We saw wildlife too. On Saturday morning, MK and I took the Puffin / Whale tour offered by Bar Harbor Whale Watching. It was a bit foggy, but nice enough and the captain managed to find both Atlantic Puffins and Humpback Whales for us. We also saw several lighthouses that we wouldn’t have spotted otherwise. In addition to the puffins, I photographed four other new life birds: Arctic Terns, Black Guillemots, Great Shearwaters, and Great Black-backed Gulls. And there may have been a few others that I didn’t recognize / identify. Back on land we saw deer a couple of times, and (heard about) a bear. But sadly, no moose.
Two Humpback whales show their tails on the way back down after surfacing. We watched a group of three feeding together. As the boat idled they often came close. Researchers keep track of the whales and ID them from the patterns on their tails and backs. The whale on the left is “Bottleneck.” (HWC #8807) and was first sighted there in 2004. The other whale is “Vee” (HWC # 0372) and it was first sighted there in 1983 and has also been seen in Puerto Rico.
ISO 400, f/8, 1/1000 sec, at 155mm.
After the boat tour, MK and I drove up to Prospect Harbor to visit Janet M. She was Mary’s music teacher in Orlando and retired to Maine. She and her husband Arnold are outstanding tour guides – they drove us around the Schoodic area and showed us many sites from a local’s perspective. And then they shared a delightfully delicious dinner of Maine Lobster Mac and Cheese, salad, and Maine Blueberry pie for desert. What wonderful hosts!
There’s a lot of information available about this area, so I won’t try to write an exhaustive how-to guide, Instead, here are some of the references I used. I bought and read these two books and I’d recommend either one (or both):
The Bar Harbor Whale Watching Puffin / Whale tour posts photos taken on their tours on their Flickr stream.
Finally, I’ll offer these hints that may help when you go:
I brought a full (and heavy) photo backpack and used a lot of the gear. We flew into Bangor on smaller planes so be careful that your photo luggage meets the carry on restrictions. I was very glad I had a wide-angle lens, my IR modified camera, a tripod, and polarizing and ND400 filters. Kevin M. loaned me his 70 – 300mm lens and I used that for whales and puffins.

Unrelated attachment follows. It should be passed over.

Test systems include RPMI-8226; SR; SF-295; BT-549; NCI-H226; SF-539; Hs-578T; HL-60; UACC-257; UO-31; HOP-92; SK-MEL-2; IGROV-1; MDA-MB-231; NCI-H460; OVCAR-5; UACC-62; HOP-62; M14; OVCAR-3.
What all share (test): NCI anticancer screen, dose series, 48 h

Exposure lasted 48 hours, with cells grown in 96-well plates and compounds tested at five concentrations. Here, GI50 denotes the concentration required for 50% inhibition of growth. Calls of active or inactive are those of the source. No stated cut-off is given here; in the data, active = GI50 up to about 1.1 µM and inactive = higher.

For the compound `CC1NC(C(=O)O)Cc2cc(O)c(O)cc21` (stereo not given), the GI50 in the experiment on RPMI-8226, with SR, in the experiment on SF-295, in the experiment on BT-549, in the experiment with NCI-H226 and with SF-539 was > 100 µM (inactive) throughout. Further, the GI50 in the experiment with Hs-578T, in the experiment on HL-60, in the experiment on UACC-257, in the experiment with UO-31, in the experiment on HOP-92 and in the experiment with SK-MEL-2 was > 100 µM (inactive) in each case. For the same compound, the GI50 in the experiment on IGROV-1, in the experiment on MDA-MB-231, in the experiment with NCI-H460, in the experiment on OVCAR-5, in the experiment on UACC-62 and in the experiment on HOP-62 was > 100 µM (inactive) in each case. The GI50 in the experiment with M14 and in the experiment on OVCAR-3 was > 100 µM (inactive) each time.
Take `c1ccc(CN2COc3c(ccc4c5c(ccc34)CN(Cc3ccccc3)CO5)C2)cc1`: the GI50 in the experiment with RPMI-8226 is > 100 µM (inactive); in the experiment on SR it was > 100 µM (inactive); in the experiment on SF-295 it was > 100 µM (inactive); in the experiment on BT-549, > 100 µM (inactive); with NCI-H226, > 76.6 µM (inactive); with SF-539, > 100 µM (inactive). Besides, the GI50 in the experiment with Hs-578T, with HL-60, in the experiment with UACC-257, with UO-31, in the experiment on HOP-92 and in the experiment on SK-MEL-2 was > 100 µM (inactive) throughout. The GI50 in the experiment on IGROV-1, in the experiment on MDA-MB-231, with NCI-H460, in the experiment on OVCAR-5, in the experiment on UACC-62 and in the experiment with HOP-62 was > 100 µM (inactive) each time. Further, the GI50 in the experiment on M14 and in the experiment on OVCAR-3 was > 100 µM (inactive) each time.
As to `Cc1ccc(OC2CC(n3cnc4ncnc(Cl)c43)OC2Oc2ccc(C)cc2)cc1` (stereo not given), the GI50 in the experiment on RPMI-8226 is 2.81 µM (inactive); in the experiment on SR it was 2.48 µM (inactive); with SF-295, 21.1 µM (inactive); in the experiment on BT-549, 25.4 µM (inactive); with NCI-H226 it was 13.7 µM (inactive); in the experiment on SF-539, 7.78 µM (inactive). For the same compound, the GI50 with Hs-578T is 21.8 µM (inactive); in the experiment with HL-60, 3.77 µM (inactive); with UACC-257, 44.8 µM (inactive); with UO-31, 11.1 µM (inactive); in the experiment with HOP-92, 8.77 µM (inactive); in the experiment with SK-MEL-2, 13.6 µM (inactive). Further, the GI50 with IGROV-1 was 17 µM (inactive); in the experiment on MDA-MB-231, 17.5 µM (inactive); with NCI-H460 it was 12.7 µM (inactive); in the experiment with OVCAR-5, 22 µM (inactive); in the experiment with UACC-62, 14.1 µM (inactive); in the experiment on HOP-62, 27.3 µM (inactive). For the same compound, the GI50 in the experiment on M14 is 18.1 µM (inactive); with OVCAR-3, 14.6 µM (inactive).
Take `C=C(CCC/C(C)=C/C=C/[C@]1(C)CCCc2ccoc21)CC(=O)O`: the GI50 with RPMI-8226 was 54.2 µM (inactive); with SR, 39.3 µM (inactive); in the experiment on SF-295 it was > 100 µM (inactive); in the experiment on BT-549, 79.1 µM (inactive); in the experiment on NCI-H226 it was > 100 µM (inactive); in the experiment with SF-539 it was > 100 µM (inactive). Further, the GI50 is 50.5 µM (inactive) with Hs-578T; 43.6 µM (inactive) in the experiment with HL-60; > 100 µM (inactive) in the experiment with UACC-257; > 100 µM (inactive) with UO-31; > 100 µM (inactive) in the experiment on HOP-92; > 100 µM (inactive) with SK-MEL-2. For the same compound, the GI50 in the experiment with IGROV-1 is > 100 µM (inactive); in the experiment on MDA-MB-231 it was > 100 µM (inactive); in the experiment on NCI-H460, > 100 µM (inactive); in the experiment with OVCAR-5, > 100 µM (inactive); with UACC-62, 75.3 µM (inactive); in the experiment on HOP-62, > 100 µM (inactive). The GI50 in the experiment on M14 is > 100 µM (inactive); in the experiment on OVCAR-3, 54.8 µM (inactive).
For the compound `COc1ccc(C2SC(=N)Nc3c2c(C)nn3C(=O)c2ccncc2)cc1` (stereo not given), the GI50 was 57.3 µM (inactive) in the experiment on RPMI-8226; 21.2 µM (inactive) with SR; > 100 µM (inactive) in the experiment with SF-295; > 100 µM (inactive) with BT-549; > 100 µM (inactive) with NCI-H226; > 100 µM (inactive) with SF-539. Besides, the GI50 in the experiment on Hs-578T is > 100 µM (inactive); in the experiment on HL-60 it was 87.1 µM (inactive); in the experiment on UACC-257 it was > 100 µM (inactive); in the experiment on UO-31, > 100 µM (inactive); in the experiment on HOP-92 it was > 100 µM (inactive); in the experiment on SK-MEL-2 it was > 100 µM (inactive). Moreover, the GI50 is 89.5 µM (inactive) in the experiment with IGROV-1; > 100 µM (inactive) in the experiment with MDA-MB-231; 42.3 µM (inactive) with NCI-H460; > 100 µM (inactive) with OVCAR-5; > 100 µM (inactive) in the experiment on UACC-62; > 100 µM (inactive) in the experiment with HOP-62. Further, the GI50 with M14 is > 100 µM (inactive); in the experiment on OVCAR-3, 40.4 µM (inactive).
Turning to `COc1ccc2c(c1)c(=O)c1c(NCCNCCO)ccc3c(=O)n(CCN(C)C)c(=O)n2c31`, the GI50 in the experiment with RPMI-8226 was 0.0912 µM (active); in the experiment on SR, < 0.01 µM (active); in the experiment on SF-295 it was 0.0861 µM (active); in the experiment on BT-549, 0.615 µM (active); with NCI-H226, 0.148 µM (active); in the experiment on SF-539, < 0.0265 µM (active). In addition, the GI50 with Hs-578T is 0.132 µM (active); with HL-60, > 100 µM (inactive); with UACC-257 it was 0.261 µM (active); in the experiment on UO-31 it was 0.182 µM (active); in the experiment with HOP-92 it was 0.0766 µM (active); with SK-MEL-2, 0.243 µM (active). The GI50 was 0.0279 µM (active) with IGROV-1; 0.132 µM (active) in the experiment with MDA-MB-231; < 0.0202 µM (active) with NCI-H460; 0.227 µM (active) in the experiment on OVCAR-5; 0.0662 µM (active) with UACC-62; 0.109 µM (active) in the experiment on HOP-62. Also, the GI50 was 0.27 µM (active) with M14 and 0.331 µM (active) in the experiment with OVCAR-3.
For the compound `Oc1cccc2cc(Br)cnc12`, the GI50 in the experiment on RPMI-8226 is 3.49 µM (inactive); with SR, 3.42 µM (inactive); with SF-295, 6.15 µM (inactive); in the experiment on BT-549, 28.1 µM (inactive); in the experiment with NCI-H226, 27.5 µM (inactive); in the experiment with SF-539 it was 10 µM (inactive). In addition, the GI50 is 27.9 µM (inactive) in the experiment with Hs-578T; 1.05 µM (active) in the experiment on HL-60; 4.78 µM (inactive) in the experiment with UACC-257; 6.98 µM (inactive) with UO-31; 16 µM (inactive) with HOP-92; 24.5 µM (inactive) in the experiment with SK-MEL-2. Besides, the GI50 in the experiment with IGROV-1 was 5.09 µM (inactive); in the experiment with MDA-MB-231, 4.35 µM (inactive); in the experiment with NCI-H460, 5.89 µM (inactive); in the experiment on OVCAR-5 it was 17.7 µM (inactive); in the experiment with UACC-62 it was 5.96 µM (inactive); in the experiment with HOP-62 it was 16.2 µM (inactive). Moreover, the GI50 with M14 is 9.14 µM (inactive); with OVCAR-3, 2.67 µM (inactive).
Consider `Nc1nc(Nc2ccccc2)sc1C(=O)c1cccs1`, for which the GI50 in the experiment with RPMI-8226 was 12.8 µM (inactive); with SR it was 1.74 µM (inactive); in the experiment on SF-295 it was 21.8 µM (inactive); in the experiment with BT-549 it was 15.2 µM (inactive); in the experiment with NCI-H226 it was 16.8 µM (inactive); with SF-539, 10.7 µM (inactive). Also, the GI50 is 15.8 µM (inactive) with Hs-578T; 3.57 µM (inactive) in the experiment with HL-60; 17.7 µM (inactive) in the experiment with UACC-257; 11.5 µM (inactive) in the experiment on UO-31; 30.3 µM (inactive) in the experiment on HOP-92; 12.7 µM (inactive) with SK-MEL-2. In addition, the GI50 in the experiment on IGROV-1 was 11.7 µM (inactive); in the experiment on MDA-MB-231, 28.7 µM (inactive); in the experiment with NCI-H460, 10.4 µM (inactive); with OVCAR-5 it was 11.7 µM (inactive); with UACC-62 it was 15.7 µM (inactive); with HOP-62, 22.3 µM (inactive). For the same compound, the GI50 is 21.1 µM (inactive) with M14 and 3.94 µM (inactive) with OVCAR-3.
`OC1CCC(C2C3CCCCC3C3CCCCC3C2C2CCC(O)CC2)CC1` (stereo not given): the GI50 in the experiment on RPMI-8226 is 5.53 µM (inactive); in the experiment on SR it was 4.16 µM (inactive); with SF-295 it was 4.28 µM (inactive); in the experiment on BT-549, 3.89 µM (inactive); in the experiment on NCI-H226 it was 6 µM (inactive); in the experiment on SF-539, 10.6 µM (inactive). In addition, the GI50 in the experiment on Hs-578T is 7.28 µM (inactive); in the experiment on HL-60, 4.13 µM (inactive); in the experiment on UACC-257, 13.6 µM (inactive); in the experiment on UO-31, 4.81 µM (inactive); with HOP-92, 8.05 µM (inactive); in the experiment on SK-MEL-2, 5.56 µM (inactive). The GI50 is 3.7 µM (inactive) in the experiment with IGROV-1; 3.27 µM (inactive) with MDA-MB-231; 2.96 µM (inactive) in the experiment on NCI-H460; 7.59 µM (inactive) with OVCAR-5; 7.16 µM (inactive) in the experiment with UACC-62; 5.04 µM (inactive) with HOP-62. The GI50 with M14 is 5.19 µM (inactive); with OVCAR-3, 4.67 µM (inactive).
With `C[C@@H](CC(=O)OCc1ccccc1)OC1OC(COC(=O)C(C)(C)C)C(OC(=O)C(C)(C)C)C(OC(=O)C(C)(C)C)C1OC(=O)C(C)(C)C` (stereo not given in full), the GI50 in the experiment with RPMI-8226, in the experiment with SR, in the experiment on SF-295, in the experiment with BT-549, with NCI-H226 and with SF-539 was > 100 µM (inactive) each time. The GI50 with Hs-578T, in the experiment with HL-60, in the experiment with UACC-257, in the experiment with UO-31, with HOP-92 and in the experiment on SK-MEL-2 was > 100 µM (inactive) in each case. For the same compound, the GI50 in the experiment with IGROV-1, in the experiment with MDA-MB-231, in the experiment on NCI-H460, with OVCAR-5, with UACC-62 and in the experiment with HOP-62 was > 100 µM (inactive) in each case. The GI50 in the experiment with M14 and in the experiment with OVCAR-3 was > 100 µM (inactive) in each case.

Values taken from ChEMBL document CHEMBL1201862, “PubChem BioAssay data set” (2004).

I filled up my camera memory cards for the first time in a long while. Bring extra, or some way to back them up so you can safely erase them.
Atlantic Puffins are small – and far away from the boat! There’s one tour that actually puts you on the island where they nest inside blinds close to the birds. But I heard that the waiting list is over a year long.
Whales on the other hand are large and sometimes close to the boat. You can get some good photos even with a phone.
Make sure you practice your photography skills before you go. And know your equipment – no new gear right before the trip. You want to know what to do when you get there, not figure it out in real-time.
Guidebooks and research are helpful, but don’t get too focused in on what others have photographed. Photo ops are easy to find and I enjoyed trying to put my spin on some of the well-known locations.
It’s crowded in July and August. Especially Bar Harbor and the main park visitor center. But you can avoid those areas and find places / times where there’s no one else around.
The food (especially seafood) is wonderful – arrive hungry!
I’m from Florida, but the weather was hotter than I thought it would be (highs in the 80s) and the biting bugs were worse than I thought they would be.
The weather varied too. There was some fog / mist and drizzle. I was actually glad, because the coast of Maine is known for that, and it gave us some distinct looks. Bubble Pond looked very different depending on the time of day and the wind and visibility. But fog did spoil one sunrise (after getting up at 3:30 am!) and Tom’s offshore lighthouse tour. So plan on some reduced visibility and stay a few days longer if you can so you can go back to some locations.
Finally, enjoy yourself. Relax – don’t get overwhelmed. Create a lot of memories, not a lot of stress.